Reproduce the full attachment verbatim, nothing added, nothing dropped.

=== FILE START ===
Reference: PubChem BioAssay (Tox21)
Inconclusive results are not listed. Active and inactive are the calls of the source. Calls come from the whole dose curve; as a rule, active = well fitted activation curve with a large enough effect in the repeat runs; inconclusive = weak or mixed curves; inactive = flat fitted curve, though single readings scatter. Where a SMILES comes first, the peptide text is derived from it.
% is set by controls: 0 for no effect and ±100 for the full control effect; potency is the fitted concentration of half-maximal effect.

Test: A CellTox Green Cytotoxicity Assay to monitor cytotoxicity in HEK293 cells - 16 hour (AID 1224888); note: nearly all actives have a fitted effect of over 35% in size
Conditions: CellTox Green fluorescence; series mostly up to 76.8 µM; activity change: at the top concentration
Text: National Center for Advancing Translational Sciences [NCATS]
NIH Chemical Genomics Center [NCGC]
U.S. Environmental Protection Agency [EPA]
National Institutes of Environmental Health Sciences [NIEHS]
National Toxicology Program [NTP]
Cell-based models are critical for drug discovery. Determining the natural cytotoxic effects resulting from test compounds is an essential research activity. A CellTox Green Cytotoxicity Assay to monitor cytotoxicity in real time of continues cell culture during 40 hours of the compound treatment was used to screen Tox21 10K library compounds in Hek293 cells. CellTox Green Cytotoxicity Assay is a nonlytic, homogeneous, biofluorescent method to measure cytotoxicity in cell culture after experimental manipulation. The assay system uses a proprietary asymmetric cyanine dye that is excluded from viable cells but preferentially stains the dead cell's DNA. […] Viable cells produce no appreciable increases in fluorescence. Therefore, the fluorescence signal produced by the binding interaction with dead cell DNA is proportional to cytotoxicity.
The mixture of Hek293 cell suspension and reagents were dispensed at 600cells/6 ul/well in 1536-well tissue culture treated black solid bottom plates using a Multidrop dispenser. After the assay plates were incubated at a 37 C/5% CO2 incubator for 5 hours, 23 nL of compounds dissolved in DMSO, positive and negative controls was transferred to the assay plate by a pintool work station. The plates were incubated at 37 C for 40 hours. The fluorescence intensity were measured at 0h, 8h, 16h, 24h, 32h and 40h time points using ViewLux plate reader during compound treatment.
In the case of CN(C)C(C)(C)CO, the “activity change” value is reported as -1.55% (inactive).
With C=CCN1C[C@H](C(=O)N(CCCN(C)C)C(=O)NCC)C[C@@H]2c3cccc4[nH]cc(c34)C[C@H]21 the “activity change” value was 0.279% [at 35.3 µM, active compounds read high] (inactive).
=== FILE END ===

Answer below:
Reference: PubChem BioAssay (Tox21)
Inconclusive results are not listed. Active and inactive are the calls of the source. Calls come from the whole dose curve; as a rule, active = well fitted activation curve with a large enough effect in the repeat runs; inconclusive = weak or mixed curves; inactive = flat fitted curve, though single readings scatter. Where a SMILES comes first, the peptide text is derived from it.
% is set by controls: 0 for no effect and ±100 for the full control effect; potency is the fitted concentration of half-maximal effect.

Test: A CellTox Green Cytotoxicity Assay to monitor cytotoxicity in HEK293 cells - 16 hour (AID 1224888); note: nearly all actives have a fitted effect of over 35% in size
Conditions: CellTox Green fluorescence; series mostly up to 76.8 µM; activity change: at the top concentration
Text: National Center for Advancing Translational Sciences [NCATS]
NIH Chemical Genomics Center [NCGC]
U.S. Environmental Protection Agency [EPA]
National Institutes of Environmental Health Sciences [NIEHS]
National Toxicology Program [NTP]
Cell-based models are critical for drug discovery. Determining the natural cytotoxic effects resulting from test compounds is an essential research activity. A CellTox Green Cytotoxicity Assay to monitor cytotoxicity in real time of continues cell culture during 40 hours of the compound treatment was used to screen Tox21 10K library compounds in Hek293 cells. CellTox Green Cytotoxicity Assay is a nonlytic, homogeneous, biofluorescent method to measure cytotoxicity in cell culture after experimental manipulation. The assay system uses a proprietary asymmetric cyanine dye that is excluded from viable cells but preferentially stains the dead cell's DNA. […] Viable cells produce no appreciable increases in fluorescence. Therefore, the fluorescence signal produced by the binding interaction with dead cell DNA is proportional to cytotoxicity.
The mixture of Hek293 cell suspension and reagents were dispensed at 600cells/6 ul/well in 1536-well tissue culture treated black solid bottom plates using a Multidrop dispenser. After the assay plates were incubated at a 37 C/5% CO2 incubator for 5 hours, 23 nL of compounds dissolved in DMSO, positive and negative controls was transferred to the assay plate by a pintool work station. The plates were incubated at 37 C for 40 hours. The fluorescence intensity were measured at 0h, 8h, 16h, 24h, 32h and 40h time points using ViewLux plate reader during compound treatment.
In the case of CN(C)C(C)(C)CO, the “activity change” value is reported as -1.55% (inactive).
With C=CCN1C[C@H](C(=O)N(CCCN(C)C)C(=O)NCC)C[C@@H]2c3cccc4[nH]cc(c34)C[C@H]21 the “activity change” value was 0.279% [at 35.3 µM, active compounds read high] (inactive).